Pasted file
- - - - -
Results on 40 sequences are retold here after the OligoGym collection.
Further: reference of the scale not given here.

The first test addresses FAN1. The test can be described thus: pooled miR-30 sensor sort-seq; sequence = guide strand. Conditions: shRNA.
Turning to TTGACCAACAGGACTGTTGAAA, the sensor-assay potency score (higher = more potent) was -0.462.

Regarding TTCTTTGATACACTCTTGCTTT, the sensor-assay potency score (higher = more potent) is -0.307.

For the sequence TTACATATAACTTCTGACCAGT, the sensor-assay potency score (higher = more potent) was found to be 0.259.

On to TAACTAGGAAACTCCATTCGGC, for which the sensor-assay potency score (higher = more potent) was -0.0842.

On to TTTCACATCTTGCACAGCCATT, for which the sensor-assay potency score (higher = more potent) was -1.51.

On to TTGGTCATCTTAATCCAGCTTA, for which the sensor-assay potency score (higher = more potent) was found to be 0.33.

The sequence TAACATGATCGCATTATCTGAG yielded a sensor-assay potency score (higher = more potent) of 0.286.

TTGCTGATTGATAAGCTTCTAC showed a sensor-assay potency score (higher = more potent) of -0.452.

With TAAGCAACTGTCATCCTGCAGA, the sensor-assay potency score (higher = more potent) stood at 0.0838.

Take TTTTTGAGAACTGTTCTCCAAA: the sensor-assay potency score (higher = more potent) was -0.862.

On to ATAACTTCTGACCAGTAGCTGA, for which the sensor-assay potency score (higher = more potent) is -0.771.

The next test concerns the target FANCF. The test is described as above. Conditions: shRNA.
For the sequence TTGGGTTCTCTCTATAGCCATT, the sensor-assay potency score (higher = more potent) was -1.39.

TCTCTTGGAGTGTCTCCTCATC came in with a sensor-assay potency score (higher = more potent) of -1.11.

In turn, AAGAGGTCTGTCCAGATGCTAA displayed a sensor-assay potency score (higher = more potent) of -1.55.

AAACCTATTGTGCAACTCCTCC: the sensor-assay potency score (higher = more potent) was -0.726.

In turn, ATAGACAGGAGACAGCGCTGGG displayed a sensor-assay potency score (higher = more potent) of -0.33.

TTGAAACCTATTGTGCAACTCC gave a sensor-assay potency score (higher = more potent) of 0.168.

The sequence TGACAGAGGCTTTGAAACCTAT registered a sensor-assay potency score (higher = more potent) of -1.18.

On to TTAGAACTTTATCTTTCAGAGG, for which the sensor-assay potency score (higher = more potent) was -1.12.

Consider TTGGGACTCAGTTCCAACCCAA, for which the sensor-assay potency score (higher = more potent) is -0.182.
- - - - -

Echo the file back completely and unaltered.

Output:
Results on 40 sequences are retold here after the OligoGym collection.
Further: reference of the scale not given here.

The first test addresses FAN1. The test can be described thus: pooled miR-30 sensor sort-seq; sequence = guide strand. Conditions: shRNA.
Turning to TTGACCAACAGGACTGTTGAAA, the sensor-assay potency score (higher = more potent) was -0.462.

Regarding TTCTTTGATACACTCTTGCTTT, the sensor-assay potency score (higher = more potent) is -0.307.

For the sequence TTACATATAACTTCTGACCAGT, the sensor-assay potency score (higher = more potent) was found to be 0.259.

On to TAACTAGGAAACTCCATTCGGC, for which the sensor-assay potency score (higher = more potent) was -0.0842.

On to TTTCACATCTTGCACAGCCATT, for which the sensor-assay potency score (higher = more potent) was -1.51.

On to TTGGTCATCTTAATCCAGCTTA, for which the sensor-assay potency score (higher = more potent) was found to be 0.33.

The sequence TAACATGATCGCATTATCTGAG yielded a sensor-assay potency score (higher = more potent) of 0.286.

TTGCTGATTGATAAGCTTCTAC showed a sensor-assay potency score (higher = more potent) of -0.452.

With TAAGCAACTGTCATCCTGCAGA, the sensor-assay potency score (higher = more potent) stood at 0.0838.

Take TTTTTGAGAACTGTTCTCCAAA: the sensor-assay potency score (higher = more potent) was -0.862.

On to ATAACTTCTGACCAGTAGCTGA, for which the sensor-assay potency score (higher = more potent) is -0.771.

The next test concerns the target FANCF. The test is described as above. Conditions: shRNA.
For the sequence TTGGGTTCTCTCTATAGCCATT, the sensor-assay potency score (higher = more potent) was -1.39.

TCTCTTGGAGTGTCTCCTCATC came in with a sensor-assay potency score (higher = more potent) of -1.11.

In turn, AAGAGGTCTGTCCAGATGCTAA displayed a sensor-assay potency score (higher = more potent) of -1.55.

AAACCTATTGTGCAACTCCTCC: the sensor-assay potency score (higher = more potent) was -0.726.

In turn, ATAGACAGGAGACAGCGCTGGG displayed a sensor-assay potency score (higher = more potent) of -0.33.

TTGAAACCTATTGTGCAACTCC gave a sensor-assay potency score (higher = more potent) of 0.168.

The sequence TGACAGAGGCTTTGAAACCTAT registered a sensor-assay potency score (higher = more potent) of -1.18.

On to TTAGAACTTTATCTTTCAGAGG, for which the sensor-assay potency score (higher = more potent) was -1.12.

Consider TTGGGACTCAGTTCCAACCCAA, for which the sensor-assay potency score (higher = more potent) is -0.182.